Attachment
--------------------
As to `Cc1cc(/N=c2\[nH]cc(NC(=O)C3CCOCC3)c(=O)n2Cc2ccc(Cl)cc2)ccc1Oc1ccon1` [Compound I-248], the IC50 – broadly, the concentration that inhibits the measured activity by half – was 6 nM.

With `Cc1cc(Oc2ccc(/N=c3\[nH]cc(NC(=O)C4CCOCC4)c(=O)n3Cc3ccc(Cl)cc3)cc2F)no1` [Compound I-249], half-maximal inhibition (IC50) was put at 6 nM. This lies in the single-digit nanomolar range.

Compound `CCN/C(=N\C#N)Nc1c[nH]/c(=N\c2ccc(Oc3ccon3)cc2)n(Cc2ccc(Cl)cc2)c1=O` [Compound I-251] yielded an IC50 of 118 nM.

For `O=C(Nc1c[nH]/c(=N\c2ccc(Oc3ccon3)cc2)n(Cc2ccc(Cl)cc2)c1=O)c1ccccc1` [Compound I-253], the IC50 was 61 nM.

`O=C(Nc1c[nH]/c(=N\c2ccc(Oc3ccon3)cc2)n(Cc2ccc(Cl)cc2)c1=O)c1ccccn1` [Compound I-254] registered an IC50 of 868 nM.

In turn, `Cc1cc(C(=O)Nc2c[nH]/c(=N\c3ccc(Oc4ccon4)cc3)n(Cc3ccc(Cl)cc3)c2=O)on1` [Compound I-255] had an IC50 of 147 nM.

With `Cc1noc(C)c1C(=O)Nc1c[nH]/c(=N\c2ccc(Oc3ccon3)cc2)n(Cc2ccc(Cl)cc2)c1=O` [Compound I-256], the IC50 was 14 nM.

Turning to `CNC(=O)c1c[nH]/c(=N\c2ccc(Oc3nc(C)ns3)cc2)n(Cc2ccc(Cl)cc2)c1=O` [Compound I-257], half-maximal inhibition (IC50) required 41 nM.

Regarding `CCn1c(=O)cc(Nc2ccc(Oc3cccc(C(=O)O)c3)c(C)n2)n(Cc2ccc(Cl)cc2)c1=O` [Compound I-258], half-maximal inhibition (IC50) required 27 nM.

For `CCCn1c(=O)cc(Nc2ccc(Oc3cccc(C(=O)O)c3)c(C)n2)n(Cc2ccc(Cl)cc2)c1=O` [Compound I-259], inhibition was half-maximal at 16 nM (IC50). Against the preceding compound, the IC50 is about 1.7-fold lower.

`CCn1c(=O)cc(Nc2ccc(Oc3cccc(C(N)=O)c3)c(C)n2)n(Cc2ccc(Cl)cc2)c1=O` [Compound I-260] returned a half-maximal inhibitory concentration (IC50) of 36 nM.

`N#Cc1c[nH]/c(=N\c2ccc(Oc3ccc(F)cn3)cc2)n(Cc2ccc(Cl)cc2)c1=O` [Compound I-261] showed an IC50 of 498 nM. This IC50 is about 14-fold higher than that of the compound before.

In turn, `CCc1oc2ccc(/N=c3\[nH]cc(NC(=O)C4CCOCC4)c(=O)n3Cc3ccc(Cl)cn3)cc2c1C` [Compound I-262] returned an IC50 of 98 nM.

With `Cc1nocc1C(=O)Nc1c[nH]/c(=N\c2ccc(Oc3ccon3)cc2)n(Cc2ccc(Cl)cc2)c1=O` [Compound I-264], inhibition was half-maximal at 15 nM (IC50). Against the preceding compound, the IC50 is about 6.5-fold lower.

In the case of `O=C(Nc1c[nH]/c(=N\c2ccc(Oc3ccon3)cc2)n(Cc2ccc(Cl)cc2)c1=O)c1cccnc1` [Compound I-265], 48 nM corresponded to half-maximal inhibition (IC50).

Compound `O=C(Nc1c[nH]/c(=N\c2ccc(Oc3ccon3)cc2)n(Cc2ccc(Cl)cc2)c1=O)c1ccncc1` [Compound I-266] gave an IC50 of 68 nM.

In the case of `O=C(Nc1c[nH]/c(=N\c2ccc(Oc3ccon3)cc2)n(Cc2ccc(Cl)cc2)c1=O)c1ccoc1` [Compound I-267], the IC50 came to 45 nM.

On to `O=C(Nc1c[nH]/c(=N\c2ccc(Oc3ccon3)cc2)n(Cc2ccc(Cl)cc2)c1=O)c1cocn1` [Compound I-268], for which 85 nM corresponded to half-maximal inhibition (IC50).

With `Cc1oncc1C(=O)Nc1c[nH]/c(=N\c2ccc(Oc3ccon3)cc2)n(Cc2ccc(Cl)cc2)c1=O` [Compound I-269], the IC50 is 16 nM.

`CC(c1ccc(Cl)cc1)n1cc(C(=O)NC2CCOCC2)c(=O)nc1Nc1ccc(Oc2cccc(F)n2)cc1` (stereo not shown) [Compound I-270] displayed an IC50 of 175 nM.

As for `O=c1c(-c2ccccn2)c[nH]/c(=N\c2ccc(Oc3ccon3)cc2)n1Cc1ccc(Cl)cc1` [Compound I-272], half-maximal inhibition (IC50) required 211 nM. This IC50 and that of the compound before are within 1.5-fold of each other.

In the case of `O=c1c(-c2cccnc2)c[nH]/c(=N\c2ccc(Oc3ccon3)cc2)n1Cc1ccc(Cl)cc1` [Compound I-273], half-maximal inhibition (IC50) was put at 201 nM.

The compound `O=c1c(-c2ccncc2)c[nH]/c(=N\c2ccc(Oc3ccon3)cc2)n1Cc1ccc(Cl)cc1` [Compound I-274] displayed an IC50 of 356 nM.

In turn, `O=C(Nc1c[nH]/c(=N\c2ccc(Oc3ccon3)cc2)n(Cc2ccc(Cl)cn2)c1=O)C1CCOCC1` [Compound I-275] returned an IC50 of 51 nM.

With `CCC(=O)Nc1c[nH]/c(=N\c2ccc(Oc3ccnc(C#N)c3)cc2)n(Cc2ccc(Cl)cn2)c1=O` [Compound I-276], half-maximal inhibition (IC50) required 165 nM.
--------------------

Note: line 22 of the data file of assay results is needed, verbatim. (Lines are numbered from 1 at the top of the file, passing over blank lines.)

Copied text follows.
In the case of `O=c1c(-c2cccnc2)c[nH]/c(=N\c2ccc(Oc3ccon3)cc2)n1Cc1ccc(Cl)cc1` [Compound I-273], half-maximal inhibition (IC50) was put at 201 nM.